Mexican architect Fernando Romero’s Border City, a walkable, hyper-connected metropolis master-plan that straddles the U.S.-Mexico border, is currently on display as Mexico’s entry in the London Design Biennale.
The Border City is designed around the recently-opened Santa Teresa freight hub on the border of Mexico and New Mexico, close to the existing sister cities of El Paso, Texas and Ciudad Juarez, Mexico. Unlike El Paso and Juarez, Romero’s plan removes restrictions on moving, studying, or working on either side of the border, as well as the limits imposed by exchange rates.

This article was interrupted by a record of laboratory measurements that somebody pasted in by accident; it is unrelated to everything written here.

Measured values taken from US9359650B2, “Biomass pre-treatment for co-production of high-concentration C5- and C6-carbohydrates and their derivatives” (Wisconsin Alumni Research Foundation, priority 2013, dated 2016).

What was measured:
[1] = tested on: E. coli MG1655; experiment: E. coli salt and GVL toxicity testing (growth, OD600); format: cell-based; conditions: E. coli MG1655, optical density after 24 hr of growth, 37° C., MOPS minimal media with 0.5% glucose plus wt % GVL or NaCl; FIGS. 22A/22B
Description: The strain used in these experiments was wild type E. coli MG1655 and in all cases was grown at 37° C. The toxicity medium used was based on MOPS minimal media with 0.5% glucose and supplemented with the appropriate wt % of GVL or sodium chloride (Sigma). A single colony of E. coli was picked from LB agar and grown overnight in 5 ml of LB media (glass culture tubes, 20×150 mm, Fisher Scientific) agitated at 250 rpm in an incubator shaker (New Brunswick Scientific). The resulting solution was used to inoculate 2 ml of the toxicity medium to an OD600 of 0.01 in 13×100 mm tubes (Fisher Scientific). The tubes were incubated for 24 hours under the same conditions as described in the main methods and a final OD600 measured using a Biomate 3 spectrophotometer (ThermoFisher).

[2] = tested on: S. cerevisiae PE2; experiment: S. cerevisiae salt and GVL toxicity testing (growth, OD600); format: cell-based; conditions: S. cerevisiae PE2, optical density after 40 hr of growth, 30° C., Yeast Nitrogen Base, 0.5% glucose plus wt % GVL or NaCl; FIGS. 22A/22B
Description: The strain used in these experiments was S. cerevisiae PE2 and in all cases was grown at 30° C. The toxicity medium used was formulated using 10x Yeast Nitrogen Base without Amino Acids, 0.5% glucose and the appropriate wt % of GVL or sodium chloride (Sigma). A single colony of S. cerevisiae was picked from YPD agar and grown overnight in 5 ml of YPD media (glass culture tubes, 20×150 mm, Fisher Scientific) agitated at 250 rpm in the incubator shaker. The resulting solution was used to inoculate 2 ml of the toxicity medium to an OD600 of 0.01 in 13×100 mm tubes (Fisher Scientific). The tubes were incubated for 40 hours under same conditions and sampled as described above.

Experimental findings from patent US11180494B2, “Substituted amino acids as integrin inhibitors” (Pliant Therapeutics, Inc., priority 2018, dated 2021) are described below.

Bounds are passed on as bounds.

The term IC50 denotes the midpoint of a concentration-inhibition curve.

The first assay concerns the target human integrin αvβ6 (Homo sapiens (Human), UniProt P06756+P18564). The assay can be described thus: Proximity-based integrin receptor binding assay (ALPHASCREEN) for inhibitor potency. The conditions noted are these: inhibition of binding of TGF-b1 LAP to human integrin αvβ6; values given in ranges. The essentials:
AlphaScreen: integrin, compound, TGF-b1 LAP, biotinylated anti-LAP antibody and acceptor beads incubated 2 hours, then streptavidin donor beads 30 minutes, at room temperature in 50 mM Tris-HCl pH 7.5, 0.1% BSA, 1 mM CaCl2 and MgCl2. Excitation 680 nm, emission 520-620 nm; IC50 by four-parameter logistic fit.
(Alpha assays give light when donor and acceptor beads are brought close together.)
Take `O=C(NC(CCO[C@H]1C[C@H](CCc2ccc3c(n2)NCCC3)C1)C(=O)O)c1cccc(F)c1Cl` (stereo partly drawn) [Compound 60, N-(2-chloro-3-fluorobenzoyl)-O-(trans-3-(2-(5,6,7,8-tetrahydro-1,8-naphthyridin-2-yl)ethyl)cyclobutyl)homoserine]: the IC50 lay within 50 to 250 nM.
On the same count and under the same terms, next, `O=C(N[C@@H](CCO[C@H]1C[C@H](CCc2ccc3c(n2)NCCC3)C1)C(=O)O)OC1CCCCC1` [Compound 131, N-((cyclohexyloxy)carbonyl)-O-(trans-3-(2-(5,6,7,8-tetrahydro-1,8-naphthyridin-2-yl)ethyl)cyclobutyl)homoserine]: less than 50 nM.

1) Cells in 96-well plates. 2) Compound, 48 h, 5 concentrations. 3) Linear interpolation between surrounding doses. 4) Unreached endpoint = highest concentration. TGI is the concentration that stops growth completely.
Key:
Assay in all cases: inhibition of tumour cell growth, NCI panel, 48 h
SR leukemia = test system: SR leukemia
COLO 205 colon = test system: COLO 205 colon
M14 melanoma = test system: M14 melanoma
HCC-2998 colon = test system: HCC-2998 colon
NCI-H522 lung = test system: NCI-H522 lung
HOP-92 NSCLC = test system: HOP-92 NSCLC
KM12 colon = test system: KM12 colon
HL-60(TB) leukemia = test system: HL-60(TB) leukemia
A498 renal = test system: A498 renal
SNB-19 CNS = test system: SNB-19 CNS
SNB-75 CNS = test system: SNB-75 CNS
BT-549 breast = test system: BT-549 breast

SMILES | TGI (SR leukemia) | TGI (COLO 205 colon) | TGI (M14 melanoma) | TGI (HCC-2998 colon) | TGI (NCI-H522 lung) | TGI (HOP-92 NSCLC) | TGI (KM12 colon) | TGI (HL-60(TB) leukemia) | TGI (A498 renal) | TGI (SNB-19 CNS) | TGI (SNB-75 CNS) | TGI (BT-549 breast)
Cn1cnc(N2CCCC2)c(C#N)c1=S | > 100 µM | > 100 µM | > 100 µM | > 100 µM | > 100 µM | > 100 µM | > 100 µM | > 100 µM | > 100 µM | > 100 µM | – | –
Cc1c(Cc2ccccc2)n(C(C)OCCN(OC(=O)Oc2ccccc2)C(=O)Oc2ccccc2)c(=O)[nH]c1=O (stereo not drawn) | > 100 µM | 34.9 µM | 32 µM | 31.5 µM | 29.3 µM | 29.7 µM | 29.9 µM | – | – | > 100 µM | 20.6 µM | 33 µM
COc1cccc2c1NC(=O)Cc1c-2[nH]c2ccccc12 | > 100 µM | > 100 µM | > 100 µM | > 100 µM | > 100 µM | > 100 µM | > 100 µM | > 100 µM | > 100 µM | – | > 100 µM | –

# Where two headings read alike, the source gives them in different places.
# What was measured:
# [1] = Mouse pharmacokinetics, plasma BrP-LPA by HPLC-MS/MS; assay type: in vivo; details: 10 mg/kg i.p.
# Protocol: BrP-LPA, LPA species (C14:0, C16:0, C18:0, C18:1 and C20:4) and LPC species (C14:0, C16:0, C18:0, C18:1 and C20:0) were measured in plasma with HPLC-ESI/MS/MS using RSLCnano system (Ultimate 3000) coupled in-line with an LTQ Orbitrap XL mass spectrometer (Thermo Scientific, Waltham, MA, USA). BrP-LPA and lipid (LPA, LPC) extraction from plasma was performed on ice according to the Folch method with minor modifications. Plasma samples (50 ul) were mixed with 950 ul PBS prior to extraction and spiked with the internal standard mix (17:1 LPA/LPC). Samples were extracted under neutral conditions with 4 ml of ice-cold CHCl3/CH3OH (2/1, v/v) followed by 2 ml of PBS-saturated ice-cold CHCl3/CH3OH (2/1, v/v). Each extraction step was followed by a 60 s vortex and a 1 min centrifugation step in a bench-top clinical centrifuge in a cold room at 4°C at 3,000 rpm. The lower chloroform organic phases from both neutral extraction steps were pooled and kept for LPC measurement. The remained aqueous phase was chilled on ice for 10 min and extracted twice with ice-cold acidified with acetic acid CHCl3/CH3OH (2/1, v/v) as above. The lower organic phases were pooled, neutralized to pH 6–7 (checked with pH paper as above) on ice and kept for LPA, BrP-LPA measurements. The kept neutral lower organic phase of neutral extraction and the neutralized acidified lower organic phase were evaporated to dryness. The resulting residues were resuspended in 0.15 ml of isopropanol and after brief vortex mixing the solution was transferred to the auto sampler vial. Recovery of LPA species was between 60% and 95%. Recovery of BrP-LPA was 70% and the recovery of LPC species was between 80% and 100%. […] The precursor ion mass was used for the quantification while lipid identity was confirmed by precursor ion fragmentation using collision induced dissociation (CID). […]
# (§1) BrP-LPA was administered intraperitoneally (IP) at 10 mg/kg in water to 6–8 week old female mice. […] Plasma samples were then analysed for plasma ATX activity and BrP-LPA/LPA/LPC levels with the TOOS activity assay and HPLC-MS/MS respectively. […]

[The city is] multipolar, with many business districts and specialized economic sectors; It’s super-connected, allowing for a steady circulation of people, goods, and services within it and outside it… The I-10 highway connects the city’s dense and walkable urban area to far-flung regions in East and West Coasts of the U.S. And a web of other roadways and express trains link the city’s various economic hot spots and key industries.
Romero wants to build this city on private land within the next decade or so, according to Dezeen.